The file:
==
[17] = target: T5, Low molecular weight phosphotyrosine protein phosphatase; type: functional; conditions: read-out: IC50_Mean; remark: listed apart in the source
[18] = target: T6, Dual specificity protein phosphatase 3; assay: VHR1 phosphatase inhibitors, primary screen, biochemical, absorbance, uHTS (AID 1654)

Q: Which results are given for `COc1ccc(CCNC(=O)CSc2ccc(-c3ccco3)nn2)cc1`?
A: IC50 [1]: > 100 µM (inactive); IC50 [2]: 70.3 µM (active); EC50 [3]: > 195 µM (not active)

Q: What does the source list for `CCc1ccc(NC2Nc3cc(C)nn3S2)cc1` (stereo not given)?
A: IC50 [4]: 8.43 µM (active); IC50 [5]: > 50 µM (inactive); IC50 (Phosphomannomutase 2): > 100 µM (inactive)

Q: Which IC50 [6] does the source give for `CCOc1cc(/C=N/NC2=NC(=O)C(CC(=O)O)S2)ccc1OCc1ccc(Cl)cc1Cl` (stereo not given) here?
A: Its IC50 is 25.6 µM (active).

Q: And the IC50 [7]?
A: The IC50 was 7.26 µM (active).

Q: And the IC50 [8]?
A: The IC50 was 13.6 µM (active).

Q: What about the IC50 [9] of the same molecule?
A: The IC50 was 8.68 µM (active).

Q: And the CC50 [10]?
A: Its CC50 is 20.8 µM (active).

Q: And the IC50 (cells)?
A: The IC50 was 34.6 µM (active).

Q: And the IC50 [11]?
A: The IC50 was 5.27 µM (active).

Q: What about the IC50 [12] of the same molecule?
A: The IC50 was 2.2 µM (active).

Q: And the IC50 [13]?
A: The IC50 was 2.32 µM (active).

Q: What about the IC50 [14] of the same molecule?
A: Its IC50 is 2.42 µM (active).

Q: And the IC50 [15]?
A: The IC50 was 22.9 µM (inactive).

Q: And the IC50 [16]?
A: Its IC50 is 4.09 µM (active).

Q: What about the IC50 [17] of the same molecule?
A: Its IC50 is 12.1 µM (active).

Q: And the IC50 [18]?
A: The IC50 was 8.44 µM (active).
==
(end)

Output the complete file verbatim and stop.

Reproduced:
[17] = target: T5, Low molecular weight phosphotyrosine protein phosphatase; type: functional; conditions: read-out: IC50_Mean; remark: listed apart in the source
[18] = target: T6, Dual specificity protein phosphatase 3; assay: VHR1 phosphatase inhibitors, primary screen, biochemical, absorbance, uHTS (AID 1654)

Q: Which results are given for `COc1ccc(CCNC(=O)CSc2ccc(-c3ccco3)nn2)cc1`?
A: IC50 [1]: > 100 µM (inactive); IC50 [2]: 70.3 µM (active); EC50 [3]: > 195 µM (not active)

Q: What does the source list for `CCc1ccc(NC2Nc3cc(C)nn3S2)cc1` (stereo not given)?
A: IC50 [4]: 8.43 µM (active); IC50 [5]: > 50 µM (inactive); IC50 (Phosphomannomutase 2): > 100 µM (inactive)

Q: Which IC50 [6] does the source give for `CCOc1cc(/C=N/NC2=NC(=O)C(CC(=O)O)S2)ccc1OCc1ccc(Cl)cc1Cl` (stereo not given) here?
A: Its IC50 is 25.6 µM (active).

Q: And the IC50 [7]?
A: The IC50 was 7.26 µM (active).

Q: And the IC50 [8]?
A: The IC50 was 13.6 µM (active).

Q: What about the IC50 [9] of the same molecule?
A: The IC50 was 8.68 µM (active).

Q: And the CC50 [10]?
A: Its CC50 is 20.8 µM (active).

Q: And the IC50 (cells)?
A: The IC50 was 34.6 µM (active).

Q: And the IC50 [11]?
A: The IC50 was 5.27 µM (active).

Q: What about the IC50 [12] of the same molecule?
A: The IC50 was 2.2 µM (active).

Q: And the IC50 [13]?
A: The IC50 was 2.32 µM (active).

Q: What about the IC50 [14] of the same molecule?
A: Its IC50 is 2.42 µM (active).

Q: And the IC50 [15]?
A: The IC50 was 22.9 µM (inactive).

Q: And the IC50 [16]?
A: Its IC50 is 4.09 µM (active).

Q: What about the IC50 [17] of the same molecule?
A: Its IC50 is 12.1 µM (active).

Q: And the IC50 [18]?
A: The IC50 was 8.44 µM (active).